Lead poisoning is a medical condition that occurs when there is a high level of heavy metal lead in a person’s body. The presence of a high level of lead in the body can harm various organs and body processes, such as the heart, intestines, kidneys and reproductive system. In addition, lead can retard the development of the nervous system, which can be especially harmful to children. Symptoms of lead poisoning can include abdominal pain, headaches, seizures, coma and even death. According to the Center for Disease Control and Prevention, about 250,000 children in the United States, ranging from 1-5 years old, have a level of lead in their blood — high enough to constitute lead poisoning.
Sadly, that already too high number may drastically increase this year due to the current crisis in Flint, Michigan. In April of 2014, Michigan officials changed the city’s water source from the treated Detroit Water and Sewage Department Water from Lake Huron and the Detroit River, to the water from the Flint River. Officials chose not to chemically treat the water in the Flint River, which was reportedly highly corrosive. As time went on, the water began eroding the city’s pipes, thereby contaminating the water with lead and other foreign substances. In January of 2015, city officials declared a state of emergency due to how toxic the water was, but as many as 12,000 children may already have been reportedly exposed to toxic levels of lead.
Luke Waid is one of the first Flint residents to file a lawsuit against the city after his daughter showed symptoms of lead poisoning. Waid explains that his two-year-old daughter Sophia was bubbly and energetic in the past, but that over the last few months, she has become increasingly anxious and irritable. Upon hearing of the contaminated water, Waid had his daughter inspected by their family doctor. Blood-lead levels of 5 or greater are considered to be toxic: Sophia’s blood lead levels tested at 14.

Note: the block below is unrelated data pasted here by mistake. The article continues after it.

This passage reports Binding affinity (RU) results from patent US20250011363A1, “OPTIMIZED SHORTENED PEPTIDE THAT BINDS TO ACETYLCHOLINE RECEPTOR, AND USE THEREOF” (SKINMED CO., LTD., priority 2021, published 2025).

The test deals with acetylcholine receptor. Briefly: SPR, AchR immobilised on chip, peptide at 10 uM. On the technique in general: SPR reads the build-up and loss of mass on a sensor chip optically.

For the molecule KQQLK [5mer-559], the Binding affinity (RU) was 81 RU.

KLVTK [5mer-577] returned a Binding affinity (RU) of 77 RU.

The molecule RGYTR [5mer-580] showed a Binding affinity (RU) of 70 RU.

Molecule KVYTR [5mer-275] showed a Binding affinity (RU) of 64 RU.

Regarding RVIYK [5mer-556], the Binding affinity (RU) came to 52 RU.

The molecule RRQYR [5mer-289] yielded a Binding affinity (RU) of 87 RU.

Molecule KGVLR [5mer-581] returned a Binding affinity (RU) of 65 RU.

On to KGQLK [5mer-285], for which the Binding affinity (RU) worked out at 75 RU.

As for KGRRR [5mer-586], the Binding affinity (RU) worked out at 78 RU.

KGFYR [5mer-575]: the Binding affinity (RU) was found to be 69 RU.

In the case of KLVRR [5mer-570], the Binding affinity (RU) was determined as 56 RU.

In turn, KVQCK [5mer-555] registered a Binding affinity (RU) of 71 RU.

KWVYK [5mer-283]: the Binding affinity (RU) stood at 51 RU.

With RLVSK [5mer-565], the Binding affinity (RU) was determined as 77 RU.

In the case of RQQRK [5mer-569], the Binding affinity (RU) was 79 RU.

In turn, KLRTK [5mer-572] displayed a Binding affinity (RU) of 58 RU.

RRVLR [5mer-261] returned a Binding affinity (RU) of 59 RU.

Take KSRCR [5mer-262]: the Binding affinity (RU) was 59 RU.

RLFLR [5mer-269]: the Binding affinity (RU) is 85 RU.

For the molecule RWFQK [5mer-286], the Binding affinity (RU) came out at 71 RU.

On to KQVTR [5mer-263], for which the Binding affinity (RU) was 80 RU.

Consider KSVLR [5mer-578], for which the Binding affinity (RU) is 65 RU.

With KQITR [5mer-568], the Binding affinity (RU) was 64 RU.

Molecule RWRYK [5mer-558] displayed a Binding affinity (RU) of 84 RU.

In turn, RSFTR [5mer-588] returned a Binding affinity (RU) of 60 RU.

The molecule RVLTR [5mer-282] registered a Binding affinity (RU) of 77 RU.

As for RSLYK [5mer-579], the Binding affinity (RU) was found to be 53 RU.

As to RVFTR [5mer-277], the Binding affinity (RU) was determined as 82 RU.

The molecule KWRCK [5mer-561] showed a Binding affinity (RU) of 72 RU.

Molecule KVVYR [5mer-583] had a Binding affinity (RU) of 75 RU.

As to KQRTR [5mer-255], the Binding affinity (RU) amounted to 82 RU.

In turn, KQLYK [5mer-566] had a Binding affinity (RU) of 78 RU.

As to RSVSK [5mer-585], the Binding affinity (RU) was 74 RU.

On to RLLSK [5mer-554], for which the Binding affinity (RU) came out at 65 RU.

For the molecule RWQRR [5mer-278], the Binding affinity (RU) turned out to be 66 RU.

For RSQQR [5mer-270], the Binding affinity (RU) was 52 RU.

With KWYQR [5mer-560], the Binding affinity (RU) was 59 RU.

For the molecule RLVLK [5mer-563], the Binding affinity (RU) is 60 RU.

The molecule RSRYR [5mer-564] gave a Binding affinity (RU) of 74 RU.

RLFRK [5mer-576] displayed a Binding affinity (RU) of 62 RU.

Lead exposure in children younger than 6 can damage organs, cause slow development, lead to learning and behavioral problems, and more. According to freep.com, a Detroit-based law firm, McKeen & Associates, and two New York law firms, Napoli Shknolnik and Slater Slater Schulman, will represent the family in the lawsuit, which was filed in federal court. While Waid may be among the first to sue the city, he is certainly not expected to be the last, as the impacts of the lead poisoning are just now being uncovered and felt. As Waid’s attorney McKeen stated: “the long-term fallout in terms of the neurological cognitive impairment of the children in this community is one of the greatest potential damages, and that’s going to take years and years for this to fully evolve.”
If you or a family member have experienced lead poisoning, you may be able to bring a civil lawsuit against those responsible to recover money damages for medical expenses, as well as past and future pain and suffering. Please call our Massachusetts lead poisoning experts at firstname.lastname@example.org or call (617) 787-3700 to learn all about your legal options in a free and private consultation.